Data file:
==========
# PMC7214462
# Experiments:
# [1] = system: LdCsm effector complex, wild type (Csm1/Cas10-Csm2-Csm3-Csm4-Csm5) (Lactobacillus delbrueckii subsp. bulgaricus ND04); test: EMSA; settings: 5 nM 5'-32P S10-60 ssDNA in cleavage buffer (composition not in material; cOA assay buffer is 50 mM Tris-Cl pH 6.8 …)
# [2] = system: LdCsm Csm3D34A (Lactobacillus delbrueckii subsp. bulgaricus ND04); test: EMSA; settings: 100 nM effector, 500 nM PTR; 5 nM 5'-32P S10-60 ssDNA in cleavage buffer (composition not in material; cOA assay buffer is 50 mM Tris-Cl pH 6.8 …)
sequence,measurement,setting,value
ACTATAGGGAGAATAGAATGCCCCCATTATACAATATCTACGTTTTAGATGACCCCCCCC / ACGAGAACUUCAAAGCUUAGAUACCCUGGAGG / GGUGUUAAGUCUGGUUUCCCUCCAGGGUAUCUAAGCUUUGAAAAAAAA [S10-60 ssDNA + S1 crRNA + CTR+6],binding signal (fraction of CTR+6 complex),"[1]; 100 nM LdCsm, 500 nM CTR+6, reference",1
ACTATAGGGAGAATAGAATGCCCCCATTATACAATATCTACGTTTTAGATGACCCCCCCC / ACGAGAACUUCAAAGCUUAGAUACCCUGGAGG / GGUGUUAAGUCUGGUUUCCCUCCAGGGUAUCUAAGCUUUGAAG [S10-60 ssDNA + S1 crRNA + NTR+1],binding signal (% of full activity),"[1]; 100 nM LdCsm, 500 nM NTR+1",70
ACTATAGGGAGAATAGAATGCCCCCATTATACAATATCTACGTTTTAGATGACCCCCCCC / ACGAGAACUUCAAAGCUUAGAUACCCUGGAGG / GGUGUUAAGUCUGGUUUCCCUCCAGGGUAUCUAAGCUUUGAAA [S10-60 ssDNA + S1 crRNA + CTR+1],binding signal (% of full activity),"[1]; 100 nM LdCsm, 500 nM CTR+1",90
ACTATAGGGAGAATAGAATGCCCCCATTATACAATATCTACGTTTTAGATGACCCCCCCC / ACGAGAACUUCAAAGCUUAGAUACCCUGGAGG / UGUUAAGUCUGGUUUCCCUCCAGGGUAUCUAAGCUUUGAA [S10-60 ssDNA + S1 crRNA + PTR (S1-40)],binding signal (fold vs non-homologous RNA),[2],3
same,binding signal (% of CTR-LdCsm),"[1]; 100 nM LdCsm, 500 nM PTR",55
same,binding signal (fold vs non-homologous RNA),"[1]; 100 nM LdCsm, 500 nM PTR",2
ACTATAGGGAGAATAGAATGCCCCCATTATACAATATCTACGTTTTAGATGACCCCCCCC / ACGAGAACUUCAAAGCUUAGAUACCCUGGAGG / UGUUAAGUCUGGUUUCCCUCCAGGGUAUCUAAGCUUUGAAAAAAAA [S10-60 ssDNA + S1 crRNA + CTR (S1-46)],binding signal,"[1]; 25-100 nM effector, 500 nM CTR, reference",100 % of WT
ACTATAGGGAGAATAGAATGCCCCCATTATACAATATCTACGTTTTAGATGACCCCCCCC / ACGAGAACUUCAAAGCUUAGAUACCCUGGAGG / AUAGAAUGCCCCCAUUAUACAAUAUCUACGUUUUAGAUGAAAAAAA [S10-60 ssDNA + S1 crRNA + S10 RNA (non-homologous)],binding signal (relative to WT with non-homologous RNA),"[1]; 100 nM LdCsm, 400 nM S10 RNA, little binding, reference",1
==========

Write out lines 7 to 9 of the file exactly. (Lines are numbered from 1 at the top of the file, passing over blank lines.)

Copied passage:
ACTATAGGGAGAATAGAATGCCCCCATTATACAATATCTACGTTTTAGATGACCCCCCCC / ACGAGAACUUCAAAGCUUAGAUACCCUGGAGG / GGUGUUAAGUCUGGUUUCCCUCCAGGGUAUCUAAGCUUUGAAG [S10-60 ssDNA + S1 crRNA + NTR+1],binding signal (% of full activity),"[1]; 100 nM LdCsm, 500 nM NTR+1",70
ACTATAGGGAGAATAGAATGCCCCCATTATACAATATCTACGTTTTAGATGACCCCCCCC / ACGAGAACUUCAAAGCUUAGAUACCCUGGAGG / GGUGUUAAGUCUGGUUUCCCUCCAGGGUAUCUAAGCUUUGAAA [S10-60 ssDNA + S1 crRNA + CTR+1],binding signal (% of full activity),"[1]; 100 nM LdCsm, 500 nM CTR+1",90
ACTATAGGGAGAATAGAATGCCCCCATTATACAATATCTACGTTTTAGATGACCCCCCCC / ACGAGAACUUCAAAGCUUAGAUACCCUGGAGG / UGUUAAGUCUGGUUUCCCUCCAGGGUAUCUAAGCUUUGAA [S10-60 ssDNA + S1 crRNA + PTR (S1-40)],binding signal (fold vs non-homologous RNA),[2],3